World's first centre to focus on bacteria that cause diseases


e. coli bacteria

Scientists can detect e. coli bacteria inside infected bodies

A new centre based at Imperial and funded by the (MRC) and Imperial, will provide a "centre of excellence" in the fight against bacterial infections

A new centre based at Imperial College London, and funded by the Medical Research Council (MRC) and Imperial, will provide a “centre of excellence” in the fight against bacterial infections, many of which have undergone a significant rise in recent years.

Bacterial infections cause a huge burden of disease throughout the world and kill many millions of people and animals. They cause diseases such as pneumonia, diarrhoea and meningitis, as well as genito-urinary and blood infections.  They are also responsible for many of the infections acquired in hospitals and for some ‘old’ diseases such as tuberculosis (TB), which is now on the increase in many parts of the world. Resistance to antibiotics is now widespread among bacteria and is increasing at an alarming rate.

The new MRC Centre for Molecular Bacteriology and Infection will use multi-disciplinary approaches and cutting edge techniques to study bacterial infections at the levels of atom, cell and organism, with the aim of finding ways of developing new antibiotics, combating antibiotic resistance and developing effective vaccines. The new Centre will span Imperial’s Departments of Life Sciences and Medicine. It will be the only one of its kind in the world to focus specifically on disease-causing bacteria.

The Centre will also specialise in training young academics and clinically qualified researchers in bacterial pathogenesis in order to address the current lack of UK-trained expertise in the field. Imperial is contributing funding for six new lectureship posts at the Centre.

Professor David Holden, from the Department of Medicine at Imperial College London, and Director of the new Centre, said: Although bacterial infections continue to cause immense human suffering and mortality throughout the world, recent advances - particularly in genomic, biochemical and imaging techniques - have enabled rapid progress to be made in understanding how bacteria cause disease at the molecular level.

“This new Centre will be equipped with state-of-the-art facilities to help drive this work, and we expect that the insights gained will help in the rational design of new vaccines and antibacterial drugs, which are badly needed."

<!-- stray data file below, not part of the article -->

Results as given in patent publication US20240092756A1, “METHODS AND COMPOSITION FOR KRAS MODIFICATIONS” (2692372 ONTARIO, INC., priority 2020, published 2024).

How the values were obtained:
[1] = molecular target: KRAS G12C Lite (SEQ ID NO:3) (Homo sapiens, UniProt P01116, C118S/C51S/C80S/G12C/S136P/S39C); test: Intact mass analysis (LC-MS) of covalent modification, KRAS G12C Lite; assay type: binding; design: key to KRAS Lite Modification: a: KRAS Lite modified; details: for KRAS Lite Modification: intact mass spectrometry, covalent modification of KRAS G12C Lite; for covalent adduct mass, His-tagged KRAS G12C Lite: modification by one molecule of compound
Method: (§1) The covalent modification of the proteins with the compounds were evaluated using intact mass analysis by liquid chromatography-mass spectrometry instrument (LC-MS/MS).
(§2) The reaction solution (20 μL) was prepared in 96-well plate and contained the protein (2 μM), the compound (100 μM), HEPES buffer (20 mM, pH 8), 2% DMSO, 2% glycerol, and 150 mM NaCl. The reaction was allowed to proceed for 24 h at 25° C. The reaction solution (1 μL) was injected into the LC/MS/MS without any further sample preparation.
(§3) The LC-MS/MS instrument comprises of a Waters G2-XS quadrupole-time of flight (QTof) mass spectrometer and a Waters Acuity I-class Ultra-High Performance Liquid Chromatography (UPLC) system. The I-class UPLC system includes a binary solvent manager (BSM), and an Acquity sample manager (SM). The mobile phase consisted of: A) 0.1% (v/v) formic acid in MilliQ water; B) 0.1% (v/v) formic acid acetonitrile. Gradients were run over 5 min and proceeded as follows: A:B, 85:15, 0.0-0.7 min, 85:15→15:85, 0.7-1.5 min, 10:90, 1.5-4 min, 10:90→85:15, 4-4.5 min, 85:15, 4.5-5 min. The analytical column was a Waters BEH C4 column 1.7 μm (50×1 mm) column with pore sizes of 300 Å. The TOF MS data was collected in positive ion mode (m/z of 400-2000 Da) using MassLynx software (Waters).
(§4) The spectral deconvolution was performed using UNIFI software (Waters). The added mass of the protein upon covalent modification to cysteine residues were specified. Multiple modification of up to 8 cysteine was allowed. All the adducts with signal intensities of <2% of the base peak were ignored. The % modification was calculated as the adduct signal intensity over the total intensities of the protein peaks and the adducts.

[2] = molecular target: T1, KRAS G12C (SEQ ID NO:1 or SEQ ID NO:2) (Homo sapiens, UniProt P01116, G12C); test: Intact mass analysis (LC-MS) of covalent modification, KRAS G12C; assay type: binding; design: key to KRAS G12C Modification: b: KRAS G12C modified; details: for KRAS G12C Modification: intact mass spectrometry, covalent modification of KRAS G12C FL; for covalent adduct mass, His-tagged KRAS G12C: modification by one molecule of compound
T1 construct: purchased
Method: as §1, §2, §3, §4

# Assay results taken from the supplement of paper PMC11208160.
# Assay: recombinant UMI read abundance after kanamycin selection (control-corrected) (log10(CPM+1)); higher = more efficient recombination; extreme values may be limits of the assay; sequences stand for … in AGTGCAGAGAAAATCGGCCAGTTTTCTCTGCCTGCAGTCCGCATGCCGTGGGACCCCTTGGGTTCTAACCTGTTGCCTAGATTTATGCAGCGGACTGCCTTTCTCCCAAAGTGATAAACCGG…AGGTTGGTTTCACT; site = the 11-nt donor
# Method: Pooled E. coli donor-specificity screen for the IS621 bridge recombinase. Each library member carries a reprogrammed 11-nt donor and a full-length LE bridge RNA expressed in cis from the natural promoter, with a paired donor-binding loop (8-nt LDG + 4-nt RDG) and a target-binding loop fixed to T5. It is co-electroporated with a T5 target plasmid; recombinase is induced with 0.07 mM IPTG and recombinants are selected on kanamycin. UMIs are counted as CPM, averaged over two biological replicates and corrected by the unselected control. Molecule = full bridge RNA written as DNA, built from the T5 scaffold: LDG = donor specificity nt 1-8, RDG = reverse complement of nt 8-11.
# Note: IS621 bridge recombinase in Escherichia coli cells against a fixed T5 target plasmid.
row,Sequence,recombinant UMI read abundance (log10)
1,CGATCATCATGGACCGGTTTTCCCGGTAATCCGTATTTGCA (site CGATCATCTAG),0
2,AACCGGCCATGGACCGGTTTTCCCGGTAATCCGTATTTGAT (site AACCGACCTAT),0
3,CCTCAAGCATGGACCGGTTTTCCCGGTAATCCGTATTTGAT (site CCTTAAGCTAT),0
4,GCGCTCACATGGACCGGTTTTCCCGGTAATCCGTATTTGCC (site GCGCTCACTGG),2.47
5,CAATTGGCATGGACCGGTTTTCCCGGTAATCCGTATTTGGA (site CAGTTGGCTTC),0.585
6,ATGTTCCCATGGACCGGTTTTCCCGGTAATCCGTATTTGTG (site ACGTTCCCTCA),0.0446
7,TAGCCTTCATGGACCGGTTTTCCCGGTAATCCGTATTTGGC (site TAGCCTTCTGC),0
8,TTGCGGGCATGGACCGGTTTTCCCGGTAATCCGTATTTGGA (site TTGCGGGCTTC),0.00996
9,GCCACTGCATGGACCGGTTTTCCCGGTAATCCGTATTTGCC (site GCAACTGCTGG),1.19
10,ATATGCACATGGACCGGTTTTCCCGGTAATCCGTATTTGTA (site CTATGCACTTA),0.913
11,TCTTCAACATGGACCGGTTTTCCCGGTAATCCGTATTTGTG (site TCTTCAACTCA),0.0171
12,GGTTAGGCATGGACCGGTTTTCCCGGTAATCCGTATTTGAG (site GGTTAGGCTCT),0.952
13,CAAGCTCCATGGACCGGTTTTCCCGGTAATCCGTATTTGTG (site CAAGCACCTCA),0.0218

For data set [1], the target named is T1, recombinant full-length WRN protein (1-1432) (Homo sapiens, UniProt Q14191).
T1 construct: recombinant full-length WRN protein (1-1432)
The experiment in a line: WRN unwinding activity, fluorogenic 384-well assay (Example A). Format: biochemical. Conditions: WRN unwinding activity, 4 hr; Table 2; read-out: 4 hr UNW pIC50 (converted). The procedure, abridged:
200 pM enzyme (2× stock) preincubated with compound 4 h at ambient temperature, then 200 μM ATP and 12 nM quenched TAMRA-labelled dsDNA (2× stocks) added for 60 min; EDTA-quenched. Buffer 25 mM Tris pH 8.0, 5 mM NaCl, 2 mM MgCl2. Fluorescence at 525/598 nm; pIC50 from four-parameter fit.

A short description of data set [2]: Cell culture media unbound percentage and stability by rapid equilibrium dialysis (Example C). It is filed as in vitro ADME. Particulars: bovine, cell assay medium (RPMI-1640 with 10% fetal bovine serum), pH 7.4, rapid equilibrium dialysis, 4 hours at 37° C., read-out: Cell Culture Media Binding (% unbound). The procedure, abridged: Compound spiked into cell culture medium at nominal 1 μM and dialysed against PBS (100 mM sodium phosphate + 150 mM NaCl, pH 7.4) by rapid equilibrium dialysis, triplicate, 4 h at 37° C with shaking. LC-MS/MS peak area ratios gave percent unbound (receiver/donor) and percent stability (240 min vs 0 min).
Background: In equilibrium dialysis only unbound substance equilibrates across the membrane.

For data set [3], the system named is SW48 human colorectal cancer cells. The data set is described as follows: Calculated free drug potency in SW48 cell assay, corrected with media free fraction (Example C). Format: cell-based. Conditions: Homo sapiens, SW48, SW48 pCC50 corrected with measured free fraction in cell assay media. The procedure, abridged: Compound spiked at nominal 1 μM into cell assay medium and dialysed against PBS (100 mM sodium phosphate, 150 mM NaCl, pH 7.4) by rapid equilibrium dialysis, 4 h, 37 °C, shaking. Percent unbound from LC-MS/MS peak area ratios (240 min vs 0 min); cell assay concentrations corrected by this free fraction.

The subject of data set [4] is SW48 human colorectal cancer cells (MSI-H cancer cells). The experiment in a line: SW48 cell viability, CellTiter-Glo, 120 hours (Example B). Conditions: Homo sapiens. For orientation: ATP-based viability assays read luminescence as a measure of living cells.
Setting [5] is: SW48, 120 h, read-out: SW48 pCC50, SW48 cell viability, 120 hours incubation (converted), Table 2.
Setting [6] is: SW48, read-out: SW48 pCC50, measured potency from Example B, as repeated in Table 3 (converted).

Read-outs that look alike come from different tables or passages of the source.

The Centre will use a special imaging instrument to watch how bacterial infections colonise living hosts in real time. The technology has already enabled researchers at Imperial to make important discoveries about the way infection spreads throughout an animal’s body and how the animal responds to infection.

Watch the video (above) to see how the in vivo imaging facility reveals new information on how a mouse bacterial infection spreads through the animal’s body. In the film, Professor Gad Frankel from Imperial’s Department of Life Sciences and manager of the new facility narrates the course of infection by the E. coli-like mouse pathogen Citrobacter rodentium over a period of 11 days.

“This new equipment will provide a whole new dimension of information for helping us develop new ways of fighting bacterial infections,” said Professor Frankel. “By enabling us to film living hosts in real time, the technology also means we can significantly reduce the number of mice used in this work.”

Professor Doreen Cantrell, Chair of the MRC’s Infections and Immunity Board, commented: "There has been enormous progress in understanding the genetic and biochemical basis of bacterial virulence and host resistance in recent years but these diseases still kill millions of people every year. The MRC is committed to funding this extremely important area and to building on the successes already achieved by researchers at Imperial.  The MRC Centre for Molecular Bacteriology and Infection will undoubtedly be a world centre of excellence in the field."

Adapted from a news release issued by the Medical Research Council, Monday 2 July 2012



Simon Levey

Simon Levey
Communications Division

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Animal-research, Drug-discovery, Infectious-diseases, Research
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